Tag Archives: Serbia

23. Serbia

What Went Right?  Used their height, aerial ability and physicality to their advantage. Serbia’s defenders are so good that they never send numbers back, and their defenders usually reward that trust by taking people on and putting a body on opposition attackers. Defense is predicated on brute strength as opposed to anticipation and reading of the game (pretty typical for eastern European teams). Used a direct, one-dimensional, east-west attack to get on the attacking end. They were decent at counterattacks but preferred to get the ball quickly up field as opposed to wasting their time in the middle third. Chose to take people on even when they had the ball, with resulted in a lot of free kicks and set pieces, where they excelled. Didn’t spend a lot of time in possession, yet pounded the ball in the box and took a lot of shots on goal from distance.

What Went Wrong?  Serbia didn’t have the world’s most refined attack. Their one-dimensional, east-west attack didn’t take advantage of space or diagonal runs, and there wasn’t a lot of movement off the ball, just a lot of standing around. Their attack was a manifestation of their physicality, preferring to run through people as opposed to around them, which would bring any kind of direct attacking quality to a sudden stop. Caused a lot of fouls (especially against better, faster athletes), got a lot a cautions, and as a result had to defend a lot of set pieces, and when that happens a few of them result in scores (which offset their many set pieces).

Who Stepped Up To The Plate?  Good job in net by Vladimir Stojkovic. Namanja Vidic is the best defender on the planet. His partner in the center of defense, Neven Subotic, is a star in the making and will draw a lot of interest on the transfer market. Good job closing down the flanks by Aleksander Kolarov and Branislav Ivanovic. This was Dejan Stankovic’s 4th World Cup and he is still one of the better stopper/distributors in the game. Milos Krasic and Nikola got the ball forward into the final third well and got some good service into finisher Milan Jovanovic, who made some quality strikes. Marko Pantelic and Zoran Tosic came off the bench and contributed.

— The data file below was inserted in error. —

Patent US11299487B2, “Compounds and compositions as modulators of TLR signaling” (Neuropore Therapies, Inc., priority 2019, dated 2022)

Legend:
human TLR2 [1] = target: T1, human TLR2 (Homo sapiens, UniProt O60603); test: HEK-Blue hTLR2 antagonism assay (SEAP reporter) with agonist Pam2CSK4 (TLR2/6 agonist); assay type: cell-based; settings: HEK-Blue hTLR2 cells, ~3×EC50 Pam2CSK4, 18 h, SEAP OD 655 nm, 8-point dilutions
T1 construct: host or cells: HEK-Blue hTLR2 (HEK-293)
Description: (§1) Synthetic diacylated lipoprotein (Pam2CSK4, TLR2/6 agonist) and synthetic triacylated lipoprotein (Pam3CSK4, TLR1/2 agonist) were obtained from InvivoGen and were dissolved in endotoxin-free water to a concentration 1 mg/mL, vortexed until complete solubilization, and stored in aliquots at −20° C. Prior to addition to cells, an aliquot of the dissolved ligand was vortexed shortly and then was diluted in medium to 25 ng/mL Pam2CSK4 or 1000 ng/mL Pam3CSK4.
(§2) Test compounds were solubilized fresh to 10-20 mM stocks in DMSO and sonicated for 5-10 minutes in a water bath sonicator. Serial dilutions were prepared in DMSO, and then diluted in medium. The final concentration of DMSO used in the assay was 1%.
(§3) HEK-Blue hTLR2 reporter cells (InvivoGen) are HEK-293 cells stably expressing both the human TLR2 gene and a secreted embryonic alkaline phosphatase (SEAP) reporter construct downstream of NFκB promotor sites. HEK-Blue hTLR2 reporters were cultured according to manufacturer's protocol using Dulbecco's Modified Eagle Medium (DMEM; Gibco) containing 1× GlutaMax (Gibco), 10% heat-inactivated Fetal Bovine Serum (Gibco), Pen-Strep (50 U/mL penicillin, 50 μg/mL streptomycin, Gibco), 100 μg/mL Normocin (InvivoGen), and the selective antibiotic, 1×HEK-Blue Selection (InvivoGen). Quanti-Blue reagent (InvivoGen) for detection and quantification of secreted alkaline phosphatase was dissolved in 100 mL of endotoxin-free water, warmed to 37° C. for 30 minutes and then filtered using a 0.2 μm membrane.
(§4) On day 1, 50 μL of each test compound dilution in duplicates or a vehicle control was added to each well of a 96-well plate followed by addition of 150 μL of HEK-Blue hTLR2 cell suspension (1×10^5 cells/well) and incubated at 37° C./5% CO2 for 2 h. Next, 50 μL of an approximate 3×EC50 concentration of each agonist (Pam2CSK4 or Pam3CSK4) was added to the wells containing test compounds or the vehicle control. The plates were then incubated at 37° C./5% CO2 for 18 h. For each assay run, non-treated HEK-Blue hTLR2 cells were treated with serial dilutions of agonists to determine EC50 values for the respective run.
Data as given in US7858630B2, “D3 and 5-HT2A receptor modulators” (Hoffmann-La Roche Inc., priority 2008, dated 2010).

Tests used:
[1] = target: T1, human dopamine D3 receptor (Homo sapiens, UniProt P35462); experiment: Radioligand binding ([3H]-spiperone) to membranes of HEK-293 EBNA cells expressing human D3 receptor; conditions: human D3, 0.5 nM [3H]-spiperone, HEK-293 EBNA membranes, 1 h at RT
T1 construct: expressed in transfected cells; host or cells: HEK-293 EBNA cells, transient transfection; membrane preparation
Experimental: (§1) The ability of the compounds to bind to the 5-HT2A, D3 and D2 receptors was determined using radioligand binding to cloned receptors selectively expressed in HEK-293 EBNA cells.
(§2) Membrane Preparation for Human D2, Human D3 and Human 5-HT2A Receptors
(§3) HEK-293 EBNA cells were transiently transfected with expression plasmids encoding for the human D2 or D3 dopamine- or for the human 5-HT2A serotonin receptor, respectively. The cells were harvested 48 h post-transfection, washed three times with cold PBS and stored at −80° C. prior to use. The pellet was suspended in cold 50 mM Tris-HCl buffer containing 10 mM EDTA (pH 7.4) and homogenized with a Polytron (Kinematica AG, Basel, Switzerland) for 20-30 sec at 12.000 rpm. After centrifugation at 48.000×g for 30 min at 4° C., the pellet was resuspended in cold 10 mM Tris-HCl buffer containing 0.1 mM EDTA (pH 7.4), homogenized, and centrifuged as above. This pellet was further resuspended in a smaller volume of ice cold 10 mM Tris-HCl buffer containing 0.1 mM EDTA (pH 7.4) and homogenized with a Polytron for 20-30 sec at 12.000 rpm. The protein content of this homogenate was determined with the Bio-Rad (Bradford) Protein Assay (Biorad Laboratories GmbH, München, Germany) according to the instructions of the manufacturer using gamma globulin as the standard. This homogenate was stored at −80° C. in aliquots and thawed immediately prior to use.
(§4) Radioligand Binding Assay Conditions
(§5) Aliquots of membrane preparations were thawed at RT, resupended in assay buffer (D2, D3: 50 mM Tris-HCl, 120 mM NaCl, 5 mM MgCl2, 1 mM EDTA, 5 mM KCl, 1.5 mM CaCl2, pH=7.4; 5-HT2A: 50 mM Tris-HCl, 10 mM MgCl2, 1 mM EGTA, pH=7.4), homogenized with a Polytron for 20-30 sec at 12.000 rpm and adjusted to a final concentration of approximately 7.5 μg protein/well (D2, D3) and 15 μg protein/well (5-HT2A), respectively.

Who Didn’t Show Up?  Not real enamored of Zdravko Kusmanovic and Milos Ninkovic on the wings. They just weren’t able to spread the game onto the wings.

How Was The Coaching?  Radomir Antic has coached at Real Madrid, Atletico and Barcelona. Those teams were tactical nightmares with their ferocious attacks. There isn’t anything he could have done to at least get this side to attack any better. Like I’ve said with other teams in this tournament coached by Serbs: Typical.

Did They Finish Where They Were Expected?  Yep. They did bully the Germans into going down to ten men, opening up an opportunity to take advantage of and getting a surprise win. Too bad they couldn’t build on that.

Now What?  Where’s Red Star Belgrade when you need them? In the early Nineties that team could attack with the best of them. I guess those kind of players and attacking quality don’t exist in Serbia any more.

South Africa 2010 Match Observations: Group D

Some random observations after the third group fixtures: